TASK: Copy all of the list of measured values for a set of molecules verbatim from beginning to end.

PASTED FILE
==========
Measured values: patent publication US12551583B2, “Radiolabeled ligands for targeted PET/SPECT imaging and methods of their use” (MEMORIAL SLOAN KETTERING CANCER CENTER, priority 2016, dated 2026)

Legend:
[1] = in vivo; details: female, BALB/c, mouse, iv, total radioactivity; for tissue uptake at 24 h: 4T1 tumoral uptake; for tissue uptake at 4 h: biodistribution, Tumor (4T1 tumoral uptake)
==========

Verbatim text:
Measured values: patent publication US12551583B2, “Radiolabeled ligands for targeted PET/SPECT imaging and methods of their use” (MEMORIAL SLOAN KETTERING CANCER CENTER, priority 2016, dated 2026)

Legend:
[1] = in vivo; details: female, BALB/c, mouse, iv, total radioactivity; for tissue uptake at 24 h: 4T1 tumoral uptake; for tissue uptake at 4 h: biodistribution, Tumor (4T1 tumoral uptake)